Editorial: Is it harder to argue with numbers?
Nov 08, 2013 by PolicyTracker



The European Parliament’s Ex-Ante Impact Assessment Unit has questioned the European Commission’s much-repeated claim that its proposals for the telecoms industry will increase economic output by €110 billion each year.

It says the figure is based on a calculation by the consultancy Ecorys, which estimates that the realisation of the single market for telecoms will increase economic output by something between 0.52 per cent and 0.89 per cent.

However, the Unit says the Commission’s recent draft Regulation contains a much more limited set of measures than those imagined by Ecorys and in any case the Commission cites different objectives in different parts of its proposals. As a result of this, the Unit recommends an “analysis of the claimed economic gains”.

The argument is nuanced and of course numbers speak louder than nuance but it is arguably worth bearing in mind that all these projections are to some extent speculative and debatable.

The temptation to condense what is essentially a public policy discussion into two competing figures is strong. Lobbyists like to be able to tell policymakers that a competitor’s proposal will only add €10 billion to a national economy while their own will add €110 billion.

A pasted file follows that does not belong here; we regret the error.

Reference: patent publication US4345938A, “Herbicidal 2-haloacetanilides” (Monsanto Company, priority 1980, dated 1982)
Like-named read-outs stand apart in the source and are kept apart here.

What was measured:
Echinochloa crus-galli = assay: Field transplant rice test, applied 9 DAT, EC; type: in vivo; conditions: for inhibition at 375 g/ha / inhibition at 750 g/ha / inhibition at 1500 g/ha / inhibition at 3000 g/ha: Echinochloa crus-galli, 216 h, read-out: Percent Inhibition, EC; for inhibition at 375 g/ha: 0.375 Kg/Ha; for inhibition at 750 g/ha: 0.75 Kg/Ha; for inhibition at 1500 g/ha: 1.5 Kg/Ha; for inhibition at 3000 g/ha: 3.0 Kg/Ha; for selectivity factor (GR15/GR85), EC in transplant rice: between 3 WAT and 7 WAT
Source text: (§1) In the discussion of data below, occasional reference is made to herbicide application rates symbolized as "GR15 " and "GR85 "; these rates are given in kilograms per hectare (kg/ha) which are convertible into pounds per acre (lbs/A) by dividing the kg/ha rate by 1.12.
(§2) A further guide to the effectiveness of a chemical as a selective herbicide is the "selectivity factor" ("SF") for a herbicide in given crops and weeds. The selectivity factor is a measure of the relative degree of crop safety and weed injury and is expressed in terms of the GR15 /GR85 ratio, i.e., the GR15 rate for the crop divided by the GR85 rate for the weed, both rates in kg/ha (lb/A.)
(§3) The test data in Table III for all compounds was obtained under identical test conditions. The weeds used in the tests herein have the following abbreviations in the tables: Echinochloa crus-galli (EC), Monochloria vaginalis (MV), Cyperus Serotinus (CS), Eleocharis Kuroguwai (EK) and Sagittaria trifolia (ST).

The art of quantifying through complex mathematical models based on extrapolation is popular throughout the spectrum industry.

At a recent conference in London, the PPDR community received two presentations that attempted to quantify the value of spectrum used by emergency services. Alexander Grous from the London School of Economics joked that London’s housing boom could be attributed to falling crime and that the value of spectrum could take this into account. At least, I think he was joking, but then of course that’s my own extrapolation.

And yesterday morning, ETNO pointed to recent figures from Boston Consulting Group that said reforming Europe’s telecoms regulatory framework could benefit Europe’s economy to the tune of “€750 billion in GDP growth and 5.5 million additional jobs by 2020”.

Even more figures are likely to be produced in the run up to WRC-15. But should we rely on numbers alone to close an argument? My own view is that it would be a bad idea, potentially causing damage of up to €63.27 billion to Europe’s economy…•